Once You Go Lumberjack

Edged tool restorations

Discussion in 'Axes, Mauls, and Hand Saws' started by fishingpol, Oct 25, 2016.

  1. fishingpol

    fishingpol

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    There seems to be a growing interest here in bringing some old axes and hatchets back for use or display. After chatting with a few members, it seemed like a good idea to start a running thread with what we have found, what is in process, and how it turned out.

    I have a brush axe, hatchet, small axe and a roofing hatchet to work on. I'll get some pictures up when they get going.

    Please share any stories that may go along with them.
     
  2. Grizzly Adam

    Grizzly Adam Technical Administrator

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  3. Rook

    Rook

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    IMG_5009.JPG
    Found this in my barn, I mean pile of rubble
     
    Last edited: Oct 25, 2016
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  4. Mag Craft

    Mag Craft

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    I have noticed that a lot of the new ax handles that you get from the store will not fit the ax head and sometimes leaves a gap at the front or rear. I have used a curved piece of steal to fill this in and make it nice and tight.

    What have some of you used.
     
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  5. savemoney

    savemoney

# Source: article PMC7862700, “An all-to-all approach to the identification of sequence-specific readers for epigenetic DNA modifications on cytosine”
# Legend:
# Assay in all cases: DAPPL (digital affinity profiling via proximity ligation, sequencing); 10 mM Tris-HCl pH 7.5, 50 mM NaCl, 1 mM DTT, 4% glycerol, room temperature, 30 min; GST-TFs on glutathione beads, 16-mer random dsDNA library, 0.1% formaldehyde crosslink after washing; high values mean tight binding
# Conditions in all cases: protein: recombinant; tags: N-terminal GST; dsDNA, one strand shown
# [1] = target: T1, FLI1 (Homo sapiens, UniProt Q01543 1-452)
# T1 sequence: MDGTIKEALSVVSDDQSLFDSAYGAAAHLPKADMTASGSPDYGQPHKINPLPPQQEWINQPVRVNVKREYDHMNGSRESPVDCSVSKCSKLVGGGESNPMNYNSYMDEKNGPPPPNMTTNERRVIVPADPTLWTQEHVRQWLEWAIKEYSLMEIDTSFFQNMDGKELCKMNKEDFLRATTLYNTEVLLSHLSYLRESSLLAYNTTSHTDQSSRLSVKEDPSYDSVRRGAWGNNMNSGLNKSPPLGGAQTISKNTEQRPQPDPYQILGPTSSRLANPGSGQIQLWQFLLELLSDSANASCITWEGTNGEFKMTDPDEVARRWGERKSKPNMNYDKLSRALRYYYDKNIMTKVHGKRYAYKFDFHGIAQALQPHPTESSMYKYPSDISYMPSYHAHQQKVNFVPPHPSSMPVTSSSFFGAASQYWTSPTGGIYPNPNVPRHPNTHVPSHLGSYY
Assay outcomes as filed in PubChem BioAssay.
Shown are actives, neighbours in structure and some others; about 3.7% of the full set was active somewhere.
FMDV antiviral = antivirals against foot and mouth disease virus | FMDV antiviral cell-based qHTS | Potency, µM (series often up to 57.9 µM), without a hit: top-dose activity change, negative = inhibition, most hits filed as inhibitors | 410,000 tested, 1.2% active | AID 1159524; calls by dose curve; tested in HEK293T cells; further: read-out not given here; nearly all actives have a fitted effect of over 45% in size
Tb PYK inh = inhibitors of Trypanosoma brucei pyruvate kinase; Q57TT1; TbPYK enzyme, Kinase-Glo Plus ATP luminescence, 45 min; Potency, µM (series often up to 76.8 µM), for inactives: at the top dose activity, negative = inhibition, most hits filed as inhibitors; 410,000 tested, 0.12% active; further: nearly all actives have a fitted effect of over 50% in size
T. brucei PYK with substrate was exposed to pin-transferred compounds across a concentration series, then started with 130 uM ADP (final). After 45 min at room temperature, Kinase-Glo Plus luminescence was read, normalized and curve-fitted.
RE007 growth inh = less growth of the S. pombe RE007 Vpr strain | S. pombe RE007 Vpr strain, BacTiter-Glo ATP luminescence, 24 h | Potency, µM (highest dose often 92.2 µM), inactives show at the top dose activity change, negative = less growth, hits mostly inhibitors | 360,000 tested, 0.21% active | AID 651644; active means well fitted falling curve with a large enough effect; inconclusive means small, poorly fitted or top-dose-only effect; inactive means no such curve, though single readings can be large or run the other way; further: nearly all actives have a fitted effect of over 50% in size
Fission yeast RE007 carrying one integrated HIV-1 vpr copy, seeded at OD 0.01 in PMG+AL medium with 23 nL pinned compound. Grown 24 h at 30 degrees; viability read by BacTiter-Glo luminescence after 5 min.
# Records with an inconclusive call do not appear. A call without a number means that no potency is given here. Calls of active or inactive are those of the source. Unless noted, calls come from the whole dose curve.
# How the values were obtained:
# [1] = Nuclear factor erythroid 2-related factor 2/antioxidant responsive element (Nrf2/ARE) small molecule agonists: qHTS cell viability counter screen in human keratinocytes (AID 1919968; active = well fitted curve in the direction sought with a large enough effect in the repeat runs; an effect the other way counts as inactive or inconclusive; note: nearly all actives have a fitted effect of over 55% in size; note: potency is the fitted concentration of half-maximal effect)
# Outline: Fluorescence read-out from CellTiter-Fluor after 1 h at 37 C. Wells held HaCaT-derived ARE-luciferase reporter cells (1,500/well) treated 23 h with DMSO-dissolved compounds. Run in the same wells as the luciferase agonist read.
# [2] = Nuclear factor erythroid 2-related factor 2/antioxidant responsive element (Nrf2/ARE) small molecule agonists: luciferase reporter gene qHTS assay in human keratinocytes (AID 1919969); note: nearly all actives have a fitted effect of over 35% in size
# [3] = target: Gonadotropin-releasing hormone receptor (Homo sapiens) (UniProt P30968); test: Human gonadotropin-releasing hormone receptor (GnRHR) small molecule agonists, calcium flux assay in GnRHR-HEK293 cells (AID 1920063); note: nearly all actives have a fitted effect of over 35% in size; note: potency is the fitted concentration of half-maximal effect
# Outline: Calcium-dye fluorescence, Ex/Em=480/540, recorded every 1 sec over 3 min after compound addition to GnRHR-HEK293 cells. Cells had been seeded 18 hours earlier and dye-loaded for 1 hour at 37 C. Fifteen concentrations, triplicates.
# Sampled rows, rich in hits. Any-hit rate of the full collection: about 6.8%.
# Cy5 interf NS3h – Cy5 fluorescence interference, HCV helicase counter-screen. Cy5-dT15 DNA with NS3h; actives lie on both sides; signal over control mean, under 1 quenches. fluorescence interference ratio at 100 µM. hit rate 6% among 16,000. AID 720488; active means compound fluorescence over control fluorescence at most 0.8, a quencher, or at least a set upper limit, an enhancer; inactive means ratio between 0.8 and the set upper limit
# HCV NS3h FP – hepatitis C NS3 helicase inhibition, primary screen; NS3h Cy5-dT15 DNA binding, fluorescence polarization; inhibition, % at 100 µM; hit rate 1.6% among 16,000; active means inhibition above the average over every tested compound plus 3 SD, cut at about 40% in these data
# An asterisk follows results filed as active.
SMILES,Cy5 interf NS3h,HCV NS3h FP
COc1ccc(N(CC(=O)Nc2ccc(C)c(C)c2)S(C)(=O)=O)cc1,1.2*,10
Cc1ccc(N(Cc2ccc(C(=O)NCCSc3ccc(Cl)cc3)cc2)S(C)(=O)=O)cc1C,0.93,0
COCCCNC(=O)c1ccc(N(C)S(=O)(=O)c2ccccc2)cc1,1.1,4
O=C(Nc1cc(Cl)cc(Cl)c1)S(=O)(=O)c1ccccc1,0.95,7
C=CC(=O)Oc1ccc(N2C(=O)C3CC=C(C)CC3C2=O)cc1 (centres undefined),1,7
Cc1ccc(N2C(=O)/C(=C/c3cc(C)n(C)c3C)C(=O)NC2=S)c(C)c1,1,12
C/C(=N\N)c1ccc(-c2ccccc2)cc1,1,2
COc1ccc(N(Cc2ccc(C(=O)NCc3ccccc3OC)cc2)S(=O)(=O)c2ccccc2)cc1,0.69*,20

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    Now that one looks like it would be worthwhile restoring. Good luck.
     
  6. fishingpol

    fishingpol

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    I'm finding the older ones that the blades are folded over rather than punched holes are a little more elongated.

    I am restoring one handle for the brush axe, and making three news ones.

    Sounds like a good solution you have.
     
  7. fishingpol

    fishingpol

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    I'm curious how that pick side is attached to the head. I wonder if there is a forge weld line or was it punched out of one piece?
     
  8. fishingpol

    fishingpol

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    Looks like a fireman's axe.
     
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  9. Rook

    Rook

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    My thoughts exactly. I have no use for a firemans axe so I'm wondering if a new handle stained to look aged and leaving the rust would look cool as a wall hanger? Thoughts?
     
  10. Rook

    Rook

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    . I ran into a similar situation with this head. Only time will tell but I shaved the handle a bit more so the axehead could sit farther down on the handle and I trimmed slightly the small side of the wooden wedge allowing it to flare the handle wood more filling up the voids.
    IMG_5005.JPG